Salford academic to organise conference marking 20th anniversary of Good Friday Agreement
Jun 14, 2017
Dr Caroline Magennis from the School of Arts and Media, together with academics from King’s College London, is co-ordinating a major academic project next year to deconstruct the legacy of the Good Friday Agreement. Following the Brexit vote and the RHI Scandal, the protections and institutions of the Agreement were under scrutiny but last week’s General Election result means this project will lead to vital, timely debate on the constitutional future of the United Kingdom. The Agreement has proven strangely resilient. It has suffered many challenges, from inside and out, for the last 20 years but at the time of writing remains enshrined in UK and Irish law. Dr Caroline Magennis, Lecturer in Twentieth and Twenty-First Century Literature, is an expert on contemporary Northern Irish literature and culture and how this responds to peacebuilding and ‘post’-conflict society. She has previously organised a Being Human Event on the Manchester bomb and is on the executive of the interdisciplinary organisation the British Association for Irish Studies, which is committed to community work and pedagogy.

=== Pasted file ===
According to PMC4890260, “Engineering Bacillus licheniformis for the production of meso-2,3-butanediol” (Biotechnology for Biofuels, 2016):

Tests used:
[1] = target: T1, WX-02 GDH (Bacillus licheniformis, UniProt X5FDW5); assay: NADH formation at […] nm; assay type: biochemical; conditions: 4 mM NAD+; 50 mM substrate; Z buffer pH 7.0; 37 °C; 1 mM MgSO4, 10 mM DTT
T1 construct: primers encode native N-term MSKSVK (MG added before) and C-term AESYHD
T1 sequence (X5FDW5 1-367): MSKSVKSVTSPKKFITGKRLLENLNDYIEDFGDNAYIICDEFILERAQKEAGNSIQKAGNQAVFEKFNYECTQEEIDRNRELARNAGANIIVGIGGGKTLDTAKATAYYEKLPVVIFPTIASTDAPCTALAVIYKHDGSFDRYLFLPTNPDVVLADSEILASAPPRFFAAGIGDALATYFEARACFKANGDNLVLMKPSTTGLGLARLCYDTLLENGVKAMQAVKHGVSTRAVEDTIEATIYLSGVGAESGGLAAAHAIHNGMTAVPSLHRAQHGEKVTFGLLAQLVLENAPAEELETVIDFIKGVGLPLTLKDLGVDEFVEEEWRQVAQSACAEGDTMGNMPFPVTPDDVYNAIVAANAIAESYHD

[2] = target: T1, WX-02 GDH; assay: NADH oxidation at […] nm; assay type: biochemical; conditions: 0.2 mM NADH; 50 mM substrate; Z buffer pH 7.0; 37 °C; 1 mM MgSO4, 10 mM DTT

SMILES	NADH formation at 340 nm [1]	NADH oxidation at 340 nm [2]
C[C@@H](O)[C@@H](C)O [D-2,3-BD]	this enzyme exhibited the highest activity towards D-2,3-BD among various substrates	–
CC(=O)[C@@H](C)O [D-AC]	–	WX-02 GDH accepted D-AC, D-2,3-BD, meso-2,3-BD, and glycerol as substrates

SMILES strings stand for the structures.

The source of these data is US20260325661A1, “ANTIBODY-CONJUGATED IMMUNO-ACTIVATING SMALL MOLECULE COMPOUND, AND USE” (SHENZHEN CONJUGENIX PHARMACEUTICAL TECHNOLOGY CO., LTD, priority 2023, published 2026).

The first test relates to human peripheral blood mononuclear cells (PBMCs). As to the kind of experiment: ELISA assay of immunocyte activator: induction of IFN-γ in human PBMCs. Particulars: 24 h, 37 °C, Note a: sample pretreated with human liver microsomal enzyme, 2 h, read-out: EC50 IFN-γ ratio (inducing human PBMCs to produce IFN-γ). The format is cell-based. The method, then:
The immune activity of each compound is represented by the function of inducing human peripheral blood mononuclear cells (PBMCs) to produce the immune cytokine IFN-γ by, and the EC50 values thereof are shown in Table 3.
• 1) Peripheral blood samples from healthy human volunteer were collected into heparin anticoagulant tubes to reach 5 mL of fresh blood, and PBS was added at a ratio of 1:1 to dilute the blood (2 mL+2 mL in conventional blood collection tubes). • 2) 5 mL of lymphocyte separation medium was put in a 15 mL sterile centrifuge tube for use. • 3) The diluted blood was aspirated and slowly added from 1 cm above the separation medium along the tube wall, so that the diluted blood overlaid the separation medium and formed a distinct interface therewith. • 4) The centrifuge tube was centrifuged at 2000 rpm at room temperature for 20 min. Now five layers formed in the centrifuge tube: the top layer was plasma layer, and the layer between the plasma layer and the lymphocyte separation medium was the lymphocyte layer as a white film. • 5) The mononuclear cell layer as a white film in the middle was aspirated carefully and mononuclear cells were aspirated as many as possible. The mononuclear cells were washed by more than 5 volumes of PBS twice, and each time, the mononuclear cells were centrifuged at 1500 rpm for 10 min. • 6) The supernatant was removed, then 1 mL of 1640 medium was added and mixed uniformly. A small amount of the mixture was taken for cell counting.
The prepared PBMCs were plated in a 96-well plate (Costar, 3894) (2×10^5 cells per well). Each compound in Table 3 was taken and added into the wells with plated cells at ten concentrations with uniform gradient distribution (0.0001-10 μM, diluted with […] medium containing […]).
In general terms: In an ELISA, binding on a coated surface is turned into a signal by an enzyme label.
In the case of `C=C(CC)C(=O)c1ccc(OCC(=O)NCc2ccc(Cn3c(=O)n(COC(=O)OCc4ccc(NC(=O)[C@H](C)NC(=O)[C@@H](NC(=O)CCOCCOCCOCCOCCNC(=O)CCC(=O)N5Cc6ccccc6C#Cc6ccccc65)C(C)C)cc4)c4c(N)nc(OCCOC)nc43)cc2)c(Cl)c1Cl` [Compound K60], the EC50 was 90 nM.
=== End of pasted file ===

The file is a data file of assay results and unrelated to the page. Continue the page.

This project will involve two central strands: an Open Access Special Issue and a major international academic conference, to be held at the Irish World Heritage Centre on the 20th Anniversary of the Agreement. We understand that the perspectives of our contributors will change as the current political situation develops and look forward to lively debate on the state of play in April 2018. With leaders such as the outgoing Irish Taoiseach Enda Kenny urging caution over the coalition with the DUP on the basis of the threat to the Agreement, the results of the election have led to a surge of interest in this Salford-organised event. In Greater Manchester, with its strong Irish community but also experience of the violence of the 1996 IRA bomb, the organisers seek to engage the community in a thorough consideration of what this means for British and Irish relations in our present moment.